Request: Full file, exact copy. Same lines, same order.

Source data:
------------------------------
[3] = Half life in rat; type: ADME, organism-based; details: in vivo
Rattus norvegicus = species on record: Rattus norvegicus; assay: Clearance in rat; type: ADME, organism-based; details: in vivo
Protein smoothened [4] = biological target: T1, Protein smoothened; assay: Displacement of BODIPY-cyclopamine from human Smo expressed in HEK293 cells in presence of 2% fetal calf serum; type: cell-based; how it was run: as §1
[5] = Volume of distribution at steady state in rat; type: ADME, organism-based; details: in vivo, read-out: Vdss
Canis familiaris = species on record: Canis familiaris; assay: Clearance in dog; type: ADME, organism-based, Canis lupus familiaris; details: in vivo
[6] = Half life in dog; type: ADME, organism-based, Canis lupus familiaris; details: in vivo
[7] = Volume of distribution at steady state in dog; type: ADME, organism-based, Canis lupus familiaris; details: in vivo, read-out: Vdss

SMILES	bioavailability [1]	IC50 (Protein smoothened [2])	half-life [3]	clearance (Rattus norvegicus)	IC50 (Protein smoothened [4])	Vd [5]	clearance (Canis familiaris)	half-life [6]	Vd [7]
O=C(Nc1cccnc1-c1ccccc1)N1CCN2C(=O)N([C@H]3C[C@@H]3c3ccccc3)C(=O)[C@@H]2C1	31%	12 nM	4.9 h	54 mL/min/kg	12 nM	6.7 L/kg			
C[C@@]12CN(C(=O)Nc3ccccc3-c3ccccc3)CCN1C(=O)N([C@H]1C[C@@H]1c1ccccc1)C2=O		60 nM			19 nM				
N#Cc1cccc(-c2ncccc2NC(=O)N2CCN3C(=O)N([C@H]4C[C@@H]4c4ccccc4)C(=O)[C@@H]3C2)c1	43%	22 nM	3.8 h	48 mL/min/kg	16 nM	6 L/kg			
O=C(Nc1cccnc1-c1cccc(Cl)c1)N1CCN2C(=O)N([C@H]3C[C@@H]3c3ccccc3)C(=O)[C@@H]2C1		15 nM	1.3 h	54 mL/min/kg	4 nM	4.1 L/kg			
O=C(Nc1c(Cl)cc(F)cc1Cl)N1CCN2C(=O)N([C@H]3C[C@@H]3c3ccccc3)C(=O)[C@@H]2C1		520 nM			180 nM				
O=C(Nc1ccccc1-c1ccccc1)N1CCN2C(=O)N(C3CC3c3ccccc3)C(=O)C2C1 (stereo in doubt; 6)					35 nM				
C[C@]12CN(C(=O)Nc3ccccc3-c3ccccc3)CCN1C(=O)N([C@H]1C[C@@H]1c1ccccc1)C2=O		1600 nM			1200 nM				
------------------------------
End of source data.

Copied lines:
[3] = Half life in rat; type: ADME, organism-based; details: in vivo
Rattus norvegicus = species on record: Rattus norvegicus; assay: Clearance in rat; type: ADME, organism-based; details: in vivo
Protein smoothened [4] = biological target: T1, Protein smoothened; assay: Displacement of BODIPY-cyclopamine from human Smo expressed in HEK293 cells in presence of 2% fetal calf serum; type: cell-based; how it was run: as §1
[5] = Volume of distribution at steady state in rat; type: ADME, organism-based; details: in vivo, read-out: Vdss
Canis familiaris = species on record: Canis familiaris; assay: Clearance in dog; type: ADME, organism-based, Canis lupus familiaris; details: in vivo
[6] = Half life in dog; type: ADME, organism-based, Canis lupus familiaris; details: in vivo
[7] = Volume of distribution at steady state in dog; type: ADME, organism-based, Canis lupus familiaris; details: in vivo, read-out: Vdss

SMILES	bioavailability [1]	IC50 (Protein smoothened [2])	half-life [3]	clearance (Rattus norvegicus)	IC50 (Protein smoothened [4])	Vd [5]	clearance (Canis familiaris)	half-life [6]	Vd [7]
O=C(Nc1cccnc1-c1ccccc1)N1CCN2C(=O)N([C@H]3C[C@@H]3c3ccccc3)C(=O)[C@@H]2C1	31%	12 nM	4.9 h	54 mL/min/kg	12 nM	6.7 L/kg			
C[C@@]12CN(C(=O)Nc3ccccc3-c3ccccc3)CCN1C(=O)N([C@H]1C[C@@H]1c1ccccc1)C2=O		60 nM			19 nM				
N#Cc1cccc(-c2ncccc2NC(=O)N2CCN3C(=O)N([C@H]4C[C@@H]4c4ccccc4)C(=O)[C@@H]3C2)c1	43%	22 nM	3.8 h	48 mL/min/kg	16 nM	6 L/kg			
O=C(Nc1cccnc1-c1cccc(Cl)c1)N1CCN2C(=O)N([C@H]3C[C@@H]3c3ccccc3)C(=O)[C@@H]2C1		15 nM	1.3 h	54 mL/min/kg	4 nM	4.1 L/kg			
O=C(Nc1c(Cl)cc(F)cc1Cl)N1CCN2C(=O)N([C@H]3C[C@@H]3c3ccccc3)C(=O)[C@@H]2C1		520 nM			180 nM				
O=C(Nc1ccccc1-c1ccccc1)N1CCN2C(=O)N(C3CC3c3ccccc3)C(=O)C2C1 (stereo in doubt; 6)					35 nM				
C[C@]12CN(C(=O)Nc3ccccc3-c3ccccc3)CCN1C(=O)N([C@H]1C[C@@H]1c1ccccc1)C2=O		1600 nM			1200 nM				